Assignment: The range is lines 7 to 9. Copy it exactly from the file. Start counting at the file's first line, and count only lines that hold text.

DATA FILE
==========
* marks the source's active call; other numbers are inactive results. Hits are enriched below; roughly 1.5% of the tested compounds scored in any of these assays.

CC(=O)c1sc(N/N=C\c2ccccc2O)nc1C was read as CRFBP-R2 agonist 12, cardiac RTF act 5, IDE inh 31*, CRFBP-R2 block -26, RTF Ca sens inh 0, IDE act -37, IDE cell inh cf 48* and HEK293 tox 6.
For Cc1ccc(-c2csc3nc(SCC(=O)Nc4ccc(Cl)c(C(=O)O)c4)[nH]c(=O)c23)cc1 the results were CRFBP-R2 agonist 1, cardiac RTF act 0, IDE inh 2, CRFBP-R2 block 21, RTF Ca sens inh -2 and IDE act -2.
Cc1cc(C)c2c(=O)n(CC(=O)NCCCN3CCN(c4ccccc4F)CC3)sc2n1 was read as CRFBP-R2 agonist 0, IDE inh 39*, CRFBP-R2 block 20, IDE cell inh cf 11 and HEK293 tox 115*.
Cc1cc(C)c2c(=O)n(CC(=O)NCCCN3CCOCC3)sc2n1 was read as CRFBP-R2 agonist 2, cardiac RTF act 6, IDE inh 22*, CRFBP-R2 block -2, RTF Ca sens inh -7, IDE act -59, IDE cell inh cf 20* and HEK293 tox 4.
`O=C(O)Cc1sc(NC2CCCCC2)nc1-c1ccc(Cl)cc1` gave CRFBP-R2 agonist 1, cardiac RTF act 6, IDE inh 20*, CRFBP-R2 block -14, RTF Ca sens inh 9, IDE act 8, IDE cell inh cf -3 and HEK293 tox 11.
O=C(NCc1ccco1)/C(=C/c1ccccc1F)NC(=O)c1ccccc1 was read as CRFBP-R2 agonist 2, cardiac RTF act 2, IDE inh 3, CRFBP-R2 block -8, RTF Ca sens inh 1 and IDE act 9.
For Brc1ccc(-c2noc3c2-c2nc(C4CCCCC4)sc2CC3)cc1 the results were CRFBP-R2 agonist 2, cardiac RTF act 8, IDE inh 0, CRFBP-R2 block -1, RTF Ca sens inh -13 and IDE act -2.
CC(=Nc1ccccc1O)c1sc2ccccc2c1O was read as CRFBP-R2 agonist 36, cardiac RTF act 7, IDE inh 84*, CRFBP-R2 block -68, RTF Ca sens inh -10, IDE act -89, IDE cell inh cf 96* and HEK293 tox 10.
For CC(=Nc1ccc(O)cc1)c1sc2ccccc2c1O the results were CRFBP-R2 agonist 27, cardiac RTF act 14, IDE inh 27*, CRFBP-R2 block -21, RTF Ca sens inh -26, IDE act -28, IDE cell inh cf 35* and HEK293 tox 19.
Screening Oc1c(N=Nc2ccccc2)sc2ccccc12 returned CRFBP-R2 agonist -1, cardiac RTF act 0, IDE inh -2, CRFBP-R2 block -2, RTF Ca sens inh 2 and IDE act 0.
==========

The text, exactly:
O=C(NCc1ccco1)/C(=C/c1ccccc1F)NC(=O)c1ccccc1 was read as CRFBP-R2 agonist 2, cardiac RTF act 2, IDE inh 3, CRFBP-R2 block -8, RTF Ca sens inh 1 and IDE act 9.
For Brc1ccc(-c2noc3c2-c2nc(C4CCCCC4)sc2CC3)cc1 the results were CRFBP-R2 agonist 2, cardiac RTF act 8, IDE inh 0, CRFBP-R2 block -1, RTF Ca sens inh -13 and IDE act -2.
CC(=Nc1ccccc1O)c1sc2ccccc2c1O was read as CRFBP-R2 agonist 36, cardiac RTF act 7, IDE inh 84*, CRFBP-R2 block -68, RTF Ca sens inh -10, IDE act -89, IDE cell inh cf 96* and HEK293 tox 10.